Hidden Gems: Memorable Articles that Explain ETF Construction
In the ETF Think Tank, we have been long time advocates for Saba Capital’s activism efforts in the Closed-End Fund category both through their ETF, the Saba Closed-End Funds ETF (CEFS), and through their SMAs and Hedge Funds. CEFS is a fully transparent actively managed ETF that carries a yield of 9.6% (SEC Yield). The fourth quarter is usually a good time to buy closed-end funds because of seasonal weakness led by year-end tax selling and a lack of buyers in the space. The fund has been around for over 5 years (Inception March 2018). The investment thesis behind Saba is straight forward. Closed-end funds most often trade at a discount and under circumstances where this discount widens to greater than 10-12%, Saba can play an activist role to encourage a fund manager to repurchase shares or perhaps even close the fund outright. The strategy, admittedly, takes patience, and the closed-end fund space carries very hefty fees and leverage. However, CEFS also brings an unusual twist to its short stance on the Treasury. Through SWAPS it is 40.55% short the 5 years (35.66%) and 10 years Treasury (3.89%). The hedge has existed since inception (March 17, 2017) and mostly been in place to offset some of the negative carry that comes from direct leverage in the closed-end funds, but the strategy is actively managed. See Fund details here.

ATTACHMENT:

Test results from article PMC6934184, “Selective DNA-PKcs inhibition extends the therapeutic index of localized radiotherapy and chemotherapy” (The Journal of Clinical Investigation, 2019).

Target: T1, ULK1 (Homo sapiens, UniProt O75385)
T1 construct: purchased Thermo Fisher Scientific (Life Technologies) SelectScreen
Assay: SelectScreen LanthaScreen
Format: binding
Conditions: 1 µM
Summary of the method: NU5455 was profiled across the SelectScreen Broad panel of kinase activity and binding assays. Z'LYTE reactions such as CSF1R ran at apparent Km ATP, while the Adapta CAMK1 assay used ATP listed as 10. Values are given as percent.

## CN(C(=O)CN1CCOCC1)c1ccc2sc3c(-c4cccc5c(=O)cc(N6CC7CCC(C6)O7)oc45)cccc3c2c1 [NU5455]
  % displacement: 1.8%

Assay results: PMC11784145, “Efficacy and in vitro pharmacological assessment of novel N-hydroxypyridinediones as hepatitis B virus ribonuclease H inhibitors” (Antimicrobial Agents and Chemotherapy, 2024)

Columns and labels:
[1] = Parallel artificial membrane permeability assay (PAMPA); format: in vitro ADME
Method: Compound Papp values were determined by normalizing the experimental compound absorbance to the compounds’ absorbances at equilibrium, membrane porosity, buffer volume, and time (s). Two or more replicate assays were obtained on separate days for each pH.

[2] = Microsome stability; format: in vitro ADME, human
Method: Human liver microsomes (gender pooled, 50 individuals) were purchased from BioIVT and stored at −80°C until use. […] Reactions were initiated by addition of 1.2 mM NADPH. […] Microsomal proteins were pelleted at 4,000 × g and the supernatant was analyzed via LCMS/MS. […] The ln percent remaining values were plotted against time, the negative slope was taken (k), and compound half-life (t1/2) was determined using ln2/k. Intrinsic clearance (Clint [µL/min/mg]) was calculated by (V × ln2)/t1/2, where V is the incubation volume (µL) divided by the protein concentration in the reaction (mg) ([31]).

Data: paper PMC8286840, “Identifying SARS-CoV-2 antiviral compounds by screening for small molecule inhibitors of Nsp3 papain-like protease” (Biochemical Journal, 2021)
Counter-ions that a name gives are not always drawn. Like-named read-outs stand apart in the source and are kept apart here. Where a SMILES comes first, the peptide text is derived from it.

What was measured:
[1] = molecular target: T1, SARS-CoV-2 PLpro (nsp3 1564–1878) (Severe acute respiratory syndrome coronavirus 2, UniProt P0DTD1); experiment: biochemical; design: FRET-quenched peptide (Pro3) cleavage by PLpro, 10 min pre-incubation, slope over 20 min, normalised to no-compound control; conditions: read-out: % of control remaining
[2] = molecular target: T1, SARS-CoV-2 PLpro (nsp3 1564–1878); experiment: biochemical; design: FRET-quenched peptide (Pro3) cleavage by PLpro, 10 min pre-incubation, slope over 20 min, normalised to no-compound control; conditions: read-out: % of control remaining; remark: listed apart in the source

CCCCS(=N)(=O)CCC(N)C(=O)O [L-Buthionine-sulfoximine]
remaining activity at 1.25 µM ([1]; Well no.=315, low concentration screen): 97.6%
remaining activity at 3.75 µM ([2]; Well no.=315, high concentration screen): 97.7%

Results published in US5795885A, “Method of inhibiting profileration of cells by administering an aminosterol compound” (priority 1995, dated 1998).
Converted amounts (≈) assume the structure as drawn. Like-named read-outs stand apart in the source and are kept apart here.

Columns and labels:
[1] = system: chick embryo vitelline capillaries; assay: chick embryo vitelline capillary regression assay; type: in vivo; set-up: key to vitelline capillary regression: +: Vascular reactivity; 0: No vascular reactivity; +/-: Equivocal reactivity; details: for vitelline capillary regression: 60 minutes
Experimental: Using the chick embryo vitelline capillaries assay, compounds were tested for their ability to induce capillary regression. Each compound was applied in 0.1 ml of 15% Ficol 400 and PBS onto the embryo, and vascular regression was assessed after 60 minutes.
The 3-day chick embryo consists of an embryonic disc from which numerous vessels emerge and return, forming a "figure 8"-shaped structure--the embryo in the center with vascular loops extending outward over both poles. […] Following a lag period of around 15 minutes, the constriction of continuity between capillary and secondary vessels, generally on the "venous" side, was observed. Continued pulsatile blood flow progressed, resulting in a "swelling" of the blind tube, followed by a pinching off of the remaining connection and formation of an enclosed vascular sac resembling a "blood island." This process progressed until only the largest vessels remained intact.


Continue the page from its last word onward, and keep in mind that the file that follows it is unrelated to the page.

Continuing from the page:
Real Life Tank Battle Ground Stories
We find that our Tank Members have a dedicated period each week to research, so understanding some of the basics behind ETFs is not something that we focus on. Nevertheless, we were recently asked to provide constructive sources of information around the ETF basics.
- Elisabeth Kashner https://insight.factset.com/the-heartbeat-of-etf-tax-efficiency-part-two-knowing-the-players-#:~:text=ETF%20rebalances%20are%20often%20accompanied,outflow%20on%20the%20rebalance%20day.
Bottom line, all roads lead to what happens with the Treasury. To this point, while some may be concerned about yields and others about inflation, the debt clock has always been a visual KPI that has haunted me. Afterall, if there is no plan to address this issue, how does the problem ever get solved? A well-known lesson that everyone knows to be a fact – “problems only compound when they are ignored.”
[i] ETF Nerd readers – we acknowledge that TLT rolls its duration and in fact is not a maturity of 20 years. The actual duration is 17.45 years with a weighted average maturity of 25.49 years. (See iShares June 30, 2023 Fact Sheet) To be clear, there is no guarantee of return when investing in TLT and arguably most investors in TLT are not doing the math behind the risk free rate behind this security. Nevertheless, the actual holdings of Treasury on a derivative basis with the market place using an efficient market theory use such a metric. For a true definition of how risk free is measured see Wikipedia’s definition. Here is the link.